Reading

This month I’m reading two very different books for the book clubs I belong to. One is Hotel on the Corner of Bitter and Sweet, the other is How We Made Our First Million on Kindle.  Actually, I haven’t started Hotel. That group meets at a later date than the one discussing How We Made Our First Million. Besides, I wanted to find out how the author made a million on Kindle. I now have 5 books available on Kindle Direct Publishing and I haven’t seen any deposits to my bank account that even resembled a million dollars. I do know there are writers who are making sizable amounts of money selling e-books, so it can happen.

Even though I haven’t finished the book about making a million, what I’m discovering is most of the information is what I’ve heard over and over. We need to set goals, and the number one goal is to write a good book. A good beginning will sell the book, a good ending will sell the next book. Also, you need a good cover since that’s often what first attracts a potential buyer. (Even with a traditional publisher, covers are important. I’ve had some great ones and some real duds. At least with e-publishing, if you’re the publisher, you have control over that cover.)

The other important aspects/needs for sucess mentioned in the book are Platform/Brand and Promotion/Marketing. Again, these are aspects of book selling that are commenly written about in how-to articles or presented as topics in writing conferences.  So why bother reading this book? Because even though much of the material in the book is information I’ve read or heard before, there’s always the chance I’ll learn something new. And even if I don’t, reading this author’s take on the subject has me thinking about what I do to promote my books. I must admit, there is much I could/should be doing that I’m not…which might be why those millions aren’t being deposited in my account.

Just as important as the book on how to make a million, I’m hoping the other book is equally helpful. When I started writing, I was told by my agent and by editors to read. Read books in my genre. Read books out of genre. Read lots and lots of books. Why? Because by reading other authors we can learn how to better do something or maybe learn what doesn’t work. I’ve learned from both poorly written books and well written books. Actually, poorly written books that are published by standard publishers gave me hope when I started writing. I figured if they could get published, I had a chance. The well written books often intimidated me, but I wanted to write like those authors. I wanted to emulate them.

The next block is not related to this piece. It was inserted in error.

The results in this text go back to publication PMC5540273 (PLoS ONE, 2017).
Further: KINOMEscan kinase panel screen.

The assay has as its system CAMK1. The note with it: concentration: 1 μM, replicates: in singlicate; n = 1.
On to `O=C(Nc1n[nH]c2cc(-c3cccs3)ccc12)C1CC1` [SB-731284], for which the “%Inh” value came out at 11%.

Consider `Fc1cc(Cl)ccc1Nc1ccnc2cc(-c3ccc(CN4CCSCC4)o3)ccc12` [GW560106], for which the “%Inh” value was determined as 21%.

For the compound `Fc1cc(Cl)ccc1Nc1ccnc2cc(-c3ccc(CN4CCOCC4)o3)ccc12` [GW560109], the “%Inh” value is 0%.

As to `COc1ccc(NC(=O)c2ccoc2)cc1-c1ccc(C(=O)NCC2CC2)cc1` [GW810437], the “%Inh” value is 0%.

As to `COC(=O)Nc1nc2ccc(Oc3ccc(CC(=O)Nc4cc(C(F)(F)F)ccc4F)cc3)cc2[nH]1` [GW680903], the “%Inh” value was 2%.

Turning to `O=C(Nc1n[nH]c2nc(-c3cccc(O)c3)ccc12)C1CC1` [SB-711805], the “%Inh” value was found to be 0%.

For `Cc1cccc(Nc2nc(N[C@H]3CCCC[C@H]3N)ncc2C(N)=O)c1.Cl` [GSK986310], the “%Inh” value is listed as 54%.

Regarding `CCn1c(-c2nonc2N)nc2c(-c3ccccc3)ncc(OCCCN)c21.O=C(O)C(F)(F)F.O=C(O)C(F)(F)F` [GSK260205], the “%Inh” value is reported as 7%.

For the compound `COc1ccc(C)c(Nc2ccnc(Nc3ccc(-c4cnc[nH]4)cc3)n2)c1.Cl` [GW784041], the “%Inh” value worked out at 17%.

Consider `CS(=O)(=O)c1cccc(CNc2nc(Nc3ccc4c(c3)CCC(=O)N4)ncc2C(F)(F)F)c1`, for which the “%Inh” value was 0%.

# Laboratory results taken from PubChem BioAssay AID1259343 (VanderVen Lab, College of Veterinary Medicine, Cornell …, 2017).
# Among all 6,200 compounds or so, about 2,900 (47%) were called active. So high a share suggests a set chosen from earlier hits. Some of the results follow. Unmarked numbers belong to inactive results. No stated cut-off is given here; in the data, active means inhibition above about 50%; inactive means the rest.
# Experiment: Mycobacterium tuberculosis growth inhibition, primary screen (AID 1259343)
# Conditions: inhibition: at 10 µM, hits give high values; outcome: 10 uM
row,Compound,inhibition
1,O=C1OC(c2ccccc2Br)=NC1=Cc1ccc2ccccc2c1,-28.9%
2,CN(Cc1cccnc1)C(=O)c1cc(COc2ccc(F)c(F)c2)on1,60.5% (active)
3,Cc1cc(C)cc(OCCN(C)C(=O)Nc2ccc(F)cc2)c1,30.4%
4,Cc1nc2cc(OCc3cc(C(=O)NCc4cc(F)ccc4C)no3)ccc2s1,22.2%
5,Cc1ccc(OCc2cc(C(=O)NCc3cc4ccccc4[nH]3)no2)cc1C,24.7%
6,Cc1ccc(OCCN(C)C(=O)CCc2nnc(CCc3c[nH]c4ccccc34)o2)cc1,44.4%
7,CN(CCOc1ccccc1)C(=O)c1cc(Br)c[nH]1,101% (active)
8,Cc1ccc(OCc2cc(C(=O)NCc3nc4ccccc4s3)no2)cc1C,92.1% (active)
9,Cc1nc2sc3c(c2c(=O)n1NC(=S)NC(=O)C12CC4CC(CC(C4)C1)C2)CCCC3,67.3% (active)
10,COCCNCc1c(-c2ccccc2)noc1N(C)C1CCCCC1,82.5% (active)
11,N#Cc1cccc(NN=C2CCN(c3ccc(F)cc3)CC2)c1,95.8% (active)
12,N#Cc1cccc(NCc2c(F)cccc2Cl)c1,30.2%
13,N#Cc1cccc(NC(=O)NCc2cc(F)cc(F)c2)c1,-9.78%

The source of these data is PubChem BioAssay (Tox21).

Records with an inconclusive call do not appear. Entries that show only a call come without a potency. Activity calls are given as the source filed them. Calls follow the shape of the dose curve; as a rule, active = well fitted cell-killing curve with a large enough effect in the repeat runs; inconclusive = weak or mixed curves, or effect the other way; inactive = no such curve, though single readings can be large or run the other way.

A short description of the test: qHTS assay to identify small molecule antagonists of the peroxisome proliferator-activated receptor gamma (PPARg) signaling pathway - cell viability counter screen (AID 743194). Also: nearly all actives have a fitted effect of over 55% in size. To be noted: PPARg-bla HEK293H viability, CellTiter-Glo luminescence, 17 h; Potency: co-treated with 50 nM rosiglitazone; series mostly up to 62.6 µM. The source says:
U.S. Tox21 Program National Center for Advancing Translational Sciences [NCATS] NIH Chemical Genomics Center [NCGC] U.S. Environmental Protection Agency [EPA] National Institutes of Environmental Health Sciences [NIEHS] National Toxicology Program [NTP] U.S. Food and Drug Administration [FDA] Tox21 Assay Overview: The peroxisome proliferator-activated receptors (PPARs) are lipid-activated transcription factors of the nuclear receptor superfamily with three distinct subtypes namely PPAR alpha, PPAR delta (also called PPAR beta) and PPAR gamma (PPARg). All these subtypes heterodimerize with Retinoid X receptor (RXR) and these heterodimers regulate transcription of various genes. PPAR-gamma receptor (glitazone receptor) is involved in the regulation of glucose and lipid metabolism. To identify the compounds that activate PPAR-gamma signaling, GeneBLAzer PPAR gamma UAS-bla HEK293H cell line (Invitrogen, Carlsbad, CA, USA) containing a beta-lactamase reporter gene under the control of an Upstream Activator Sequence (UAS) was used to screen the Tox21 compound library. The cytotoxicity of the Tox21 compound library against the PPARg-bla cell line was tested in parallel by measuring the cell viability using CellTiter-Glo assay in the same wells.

So if you’ll excuse me. I need to finish this blog so I can get back to my reading.

Here’s to a great 2013 for all of us.

 

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6 Responses to Reading

  1. Thanks for the reminder, Maris. I often get so caught up in trying to churn out new material, I forget to take in what others are doing. I like to support the authors I know by reading their books. Good luck with that million!

    • Maris SouleMaris Soule says:

      Ah, wouldn’t it be nice to have one of my books earn a million dollars. I don’t think it will happen, but one can always hope (and keep trying to write that story that resonates with readers).

  2. Terry Odell says:

    I joined a book club when we moved up here (they invited me to speak and touted they had a great breakfast at their meetings!). After a year, I think I read 2 books I liked, but it was fascinating (and often surprising) to hear what made non-writers enjoy a book.

    As a writer, I can’t read without editing anymore. And I also recalled reading books I thought were poorly written but were best-sellers and thinking, “if this guy can get published, so can I.”
    Terry
    Terry’s Place

    • Maris SouleMaris Soule says:

      Terry, the on-line book club I belong to is made up of writers. This local group is made up of readers. The responses are very different. As you said, once you’re a writer, you can’t read without editing or criticizing the basic elements of characterization, plot, etc. With the on-line group, we rarely all agree (like or dislike) aout a book, but that usually results in some interesting discussions.

  3. paula says:

    “Hotel on the Corner of Bitter and Sweet” was one of the books for Battle Creek Reads last year. Let me know what you thought of it when you get finished. I’d like to know the comments generated from your book club too. they always seem to be so astute.